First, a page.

In this series we have looked at various examples of operators, and most of our attention has been on operators where what comes out is a number, and what comes in is one or two numbers. Some examples of two-numbers in one-out are here, and examples of one-number-in one-out are here. In an earlier post in this series, I showed how the pre-occupation with the number of inputs/outputs can be a tad misleading, since inputs and outputs don’t have to be numbers at all. Whatever comes out, that’s the output – number or not.
Below, I show three examples of operators with two numbers as input, and with a single output, and yet no information is lost between input and output.
All these examples take two individual numbers as input, and produce a single output, which is the pair of numbers that were present on the input. This is more than merely a semantic trick – in school math you see it used most often for coordinate pairs, and you can see it in fractions even if most people don’t think of fractions as a special kind of pair. In the third example, we turn the individual inputs into a vector, using the notation we’ve played with at length in our series on vectors, e.g. in this post about shopping list and price lists. In school math, the notation typically used for vectors is closer to that shown in the left example.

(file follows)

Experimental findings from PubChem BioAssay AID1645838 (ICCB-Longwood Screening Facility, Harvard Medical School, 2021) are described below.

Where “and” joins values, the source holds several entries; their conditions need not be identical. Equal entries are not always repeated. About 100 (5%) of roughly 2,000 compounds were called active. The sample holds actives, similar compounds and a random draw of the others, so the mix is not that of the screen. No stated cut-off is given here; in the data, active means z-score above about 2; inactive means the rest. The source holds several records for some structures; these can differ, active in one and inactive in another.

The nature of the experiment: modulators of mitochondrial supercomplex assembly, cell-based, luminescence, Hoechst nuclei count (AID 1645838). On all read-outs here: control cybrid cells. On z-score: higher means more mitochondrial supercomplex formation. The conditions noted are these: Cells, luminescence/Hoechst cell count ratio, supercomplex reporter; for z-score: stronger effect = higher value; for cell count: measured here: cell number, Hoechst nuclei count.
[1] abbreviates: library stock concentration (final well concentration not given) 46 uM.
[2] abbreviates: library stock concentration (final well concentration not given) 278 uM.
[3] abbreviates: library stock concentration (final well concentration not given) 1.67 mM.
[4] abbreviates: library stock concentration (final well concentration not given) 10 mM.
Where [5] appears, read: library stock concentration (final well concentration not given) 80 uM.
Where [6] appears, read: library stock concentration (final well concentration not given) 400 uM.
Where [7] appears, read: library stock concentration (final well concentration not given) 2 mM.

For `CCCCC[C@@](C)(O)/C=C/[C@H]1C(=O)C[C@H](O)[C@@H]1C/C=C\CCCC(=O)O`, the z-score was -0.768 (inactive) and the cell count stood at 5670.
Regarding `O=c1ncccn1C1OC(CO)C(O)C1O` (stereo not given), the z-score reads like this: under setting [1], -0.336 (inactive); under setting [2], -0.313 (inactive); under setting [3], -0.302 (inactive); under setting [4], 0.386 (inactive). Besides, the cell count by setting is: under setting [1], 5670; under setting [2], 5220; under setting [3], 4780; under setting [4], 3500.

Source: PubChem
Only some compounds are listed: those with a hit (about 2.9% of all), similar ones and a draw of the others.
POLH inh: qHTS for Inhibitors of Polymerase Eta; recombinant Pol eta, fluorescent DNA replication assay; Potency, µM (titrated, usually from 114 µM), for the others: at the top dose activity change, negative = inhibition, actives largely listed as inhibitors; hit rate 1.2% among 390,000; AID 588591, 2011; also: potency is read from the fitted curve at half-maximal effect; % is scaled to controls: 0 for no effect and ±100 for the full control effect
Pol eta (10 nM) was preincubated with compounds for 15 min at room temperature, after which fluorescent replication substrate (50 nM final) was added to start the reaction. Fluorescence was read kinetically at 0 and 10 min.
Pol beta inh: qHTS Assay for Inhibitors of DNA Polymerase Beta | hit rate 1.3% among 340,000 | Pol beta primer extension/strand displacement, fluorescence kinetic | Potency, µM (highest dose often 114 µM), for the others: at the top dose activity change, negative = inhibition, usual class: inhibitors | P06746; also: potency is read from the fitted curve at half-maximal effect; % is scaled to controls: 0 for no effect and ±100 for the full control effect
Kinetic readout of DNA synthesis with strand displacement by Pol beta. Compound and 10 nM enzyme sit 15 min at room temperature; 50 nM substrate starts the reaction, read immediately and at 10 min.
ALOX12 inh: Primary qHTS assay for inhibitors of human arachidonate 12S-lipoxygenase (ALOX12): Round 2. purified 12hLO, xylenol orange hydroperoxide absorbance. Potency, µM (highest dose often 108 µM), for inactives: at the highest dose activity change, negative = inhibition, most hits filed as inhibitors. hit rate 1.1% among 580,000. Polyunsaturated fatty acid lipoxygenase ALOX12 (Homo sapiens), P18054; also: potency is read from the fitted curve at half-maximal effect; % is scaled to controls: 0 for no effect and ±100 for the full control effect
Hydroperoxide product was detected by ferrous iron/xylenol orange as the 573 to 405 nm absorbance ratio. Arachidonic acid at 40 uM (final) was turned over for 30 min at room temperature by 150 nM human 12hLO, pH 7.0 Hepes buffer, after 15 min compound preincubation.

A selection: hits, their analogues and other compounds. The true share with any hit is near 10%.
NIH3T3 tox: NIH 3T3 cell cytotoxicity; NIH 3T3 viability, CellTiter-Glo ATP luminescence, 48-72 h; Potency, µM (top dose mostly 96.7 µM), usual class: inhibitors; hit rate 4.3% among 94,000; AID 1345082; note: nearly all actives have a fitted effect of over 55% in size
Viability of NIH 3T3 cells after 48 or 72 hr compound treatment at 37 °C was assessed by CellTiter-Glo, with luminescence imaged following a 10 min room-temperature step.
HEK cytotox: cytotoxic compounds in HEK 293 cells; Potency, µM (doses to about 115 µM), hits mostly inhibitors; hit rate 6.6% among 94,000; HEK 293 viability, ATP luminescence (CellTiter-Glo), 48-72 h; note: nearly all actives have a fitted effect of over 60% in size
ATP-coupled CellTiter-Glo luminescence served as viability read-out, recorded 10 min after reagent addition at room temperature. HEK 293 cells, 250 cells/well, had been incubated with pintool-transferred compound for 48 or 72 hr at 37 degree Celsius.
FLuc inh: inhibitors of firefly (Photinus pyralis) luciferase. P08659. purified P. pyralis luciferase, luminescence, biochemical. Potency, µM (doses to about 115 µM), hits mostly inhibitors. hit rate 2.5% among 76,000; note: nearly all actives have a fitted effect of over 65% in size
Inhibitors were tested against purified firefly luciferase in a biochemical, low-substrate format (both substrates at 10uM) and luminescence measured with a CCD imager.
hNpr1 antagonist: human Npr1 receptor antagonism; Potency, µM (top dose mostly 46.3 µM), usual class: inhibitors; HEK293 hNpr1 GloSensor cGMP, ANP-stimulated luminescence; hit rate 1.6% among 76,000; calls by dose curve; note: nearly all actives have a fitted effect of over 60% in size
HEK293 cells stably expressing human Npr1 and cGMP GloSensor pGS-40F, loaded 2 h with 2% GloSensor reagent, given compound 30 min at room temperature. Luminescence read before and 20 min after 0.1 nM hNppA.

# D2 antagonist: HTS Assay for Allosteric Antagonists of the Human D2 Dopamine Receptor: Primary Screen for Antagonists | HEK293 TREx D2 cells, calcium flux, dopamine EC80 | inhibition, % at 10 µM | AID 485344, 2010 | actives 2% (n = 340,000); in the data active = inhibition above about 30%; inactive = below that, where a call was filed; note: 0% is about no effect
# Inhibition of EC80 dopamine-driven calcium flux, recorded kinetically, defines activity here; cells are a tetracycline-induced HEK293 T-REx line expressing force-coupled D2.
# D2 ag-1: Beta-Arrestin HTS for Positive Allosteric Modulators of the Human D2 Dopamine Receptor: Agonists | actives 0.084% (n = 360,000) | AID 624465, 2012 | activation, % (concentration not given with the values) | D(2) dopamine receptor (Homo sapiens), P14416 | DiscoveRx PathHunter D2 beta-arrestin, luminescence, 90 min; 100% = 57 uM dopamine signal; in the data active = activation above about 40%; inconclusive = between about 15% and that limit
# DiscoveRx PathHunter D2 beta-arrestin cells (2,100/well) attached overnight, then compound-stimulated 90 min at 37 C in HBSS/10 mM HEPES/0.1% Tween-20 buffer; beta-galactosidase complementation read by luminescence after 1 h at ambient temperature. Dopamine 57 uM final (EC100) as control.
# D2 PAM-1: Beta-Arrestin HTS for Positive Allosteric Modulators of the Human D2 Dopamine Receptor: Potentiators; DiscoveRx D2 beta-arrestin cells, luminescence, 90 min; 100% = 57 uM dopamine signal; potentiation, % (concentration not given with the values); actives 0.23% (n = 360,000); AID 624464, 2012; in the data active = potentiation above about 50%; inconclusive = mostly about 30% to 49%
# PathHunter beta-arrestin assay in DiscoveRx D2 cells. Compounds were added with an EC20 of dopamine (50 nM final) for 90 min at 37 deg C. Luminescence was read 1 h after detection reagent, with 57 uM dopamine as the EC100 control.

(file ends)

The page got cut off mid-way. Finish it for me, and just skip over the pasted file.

Mathematicians tend to use the phrase “ordered pair” for all three of these examples. A standard notation for an ordered pair is the one shown on the left: the numbers, separated by a comma, enclosed in parentheses. This notation is a fairly useful one, though perhaps a bit overused.
These various pairing operators are all invertible – that is, you could reconstruct the inputs from knowing the output. It is interesting that most of the operations we’re familiar with from elementary school mathematics (addition, subtraction, etc) are not invertible in this sense. Knowing the sum does not allow you to uniquely reconstruct what the numbers were that led to that sum.